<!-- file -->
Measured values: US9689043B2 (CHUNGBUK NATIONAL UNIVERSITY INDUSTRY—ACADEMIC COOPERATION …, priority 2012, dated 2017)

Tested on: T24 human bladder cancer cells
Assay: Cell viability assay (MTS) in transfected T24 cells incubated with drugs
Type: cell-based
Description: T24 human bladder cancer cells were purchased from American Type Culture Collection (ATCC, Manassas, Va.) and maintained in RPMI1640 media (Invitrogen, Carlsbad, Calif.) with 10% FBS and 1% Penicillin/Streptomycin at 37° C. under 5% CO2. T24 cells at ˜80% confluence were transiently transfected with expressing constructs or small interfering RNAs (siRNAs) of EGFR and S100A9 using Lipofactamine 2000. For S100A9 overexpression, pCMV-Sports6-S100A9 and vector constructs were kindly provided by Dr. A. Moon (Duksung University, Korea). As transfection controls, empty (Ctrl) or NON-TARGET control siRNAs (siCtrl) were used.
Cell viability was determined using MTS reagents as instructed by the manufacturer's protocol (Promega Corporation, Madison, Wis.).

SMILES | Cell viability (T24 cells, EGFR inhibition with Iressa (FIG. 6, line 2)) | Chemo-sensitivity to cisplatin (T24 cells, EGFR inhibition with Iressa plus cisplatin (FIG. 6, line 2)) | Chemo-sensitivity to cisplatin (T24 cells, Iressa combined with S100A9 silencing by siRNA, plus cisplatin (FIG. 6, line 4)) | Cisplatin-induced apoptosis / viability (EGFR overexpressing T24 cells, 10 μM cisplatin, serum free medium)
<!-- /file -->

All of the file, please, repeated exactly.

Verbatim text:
Measured values: US9689043B2 (CHUNGBUK NATIONAL UNIVERSITY INDUSTRY—ACADEMIC COOPERATION …, priority 2012, dated 2017)

Tested on: T24 human bladder cancer cells
Assay: Cell viability assay (MTS) in transfected T24 cells incubated with drugs
Type: cell-based
Description: T24 human bladder cancer cells were purchased from American Type Culture Collection (ATCC, Manassas, Va.) and maintained in RPMI1640 media (Invitrogen, Carlsbad, Calif.) with 10% FBS and 1% Penicillin/Streptomycin at 37° C. under 5% CO2. T24 cells at ˜80% confluence were transiently transfected with expressing constructs or small interfering RNAs (siRNAs) of EGFR and S100A9 using Lipofactamine 2000. For S100A9 overexpression, pCMV-Sports6-S100A9 and vector constructs were kindly provided by Dr. A. Moon (Duksung University, Korea). As transfection controls, empty (Ctrl) or NON-TARGET control siRNAs (siCtrl) were used.
Cell viability was determined using MTS reagents as instructed by the manufacturer's protocol (Promega Corporation, Madison, Wis.).

SMILES | Cell viability (T24 cells, EGFR inhibition with Iressa (FIG. 6, line 2)) | Chemo-sensitivity to cisplatin (T24 cells, EGFR inhibition with Iressa plus cisplatin (FIG. 6, line 2)) | Chemo-sensitivity to cisplatin (T24 cells, Iressa combined with S100A9 silencing by siRNA, plus cisplatin (FIG. 6, line 4)) | Cisplatin-induced apoptosis / viability (EGFR overexpressing T24 cells, 10 μM cisplatin, serum free medium)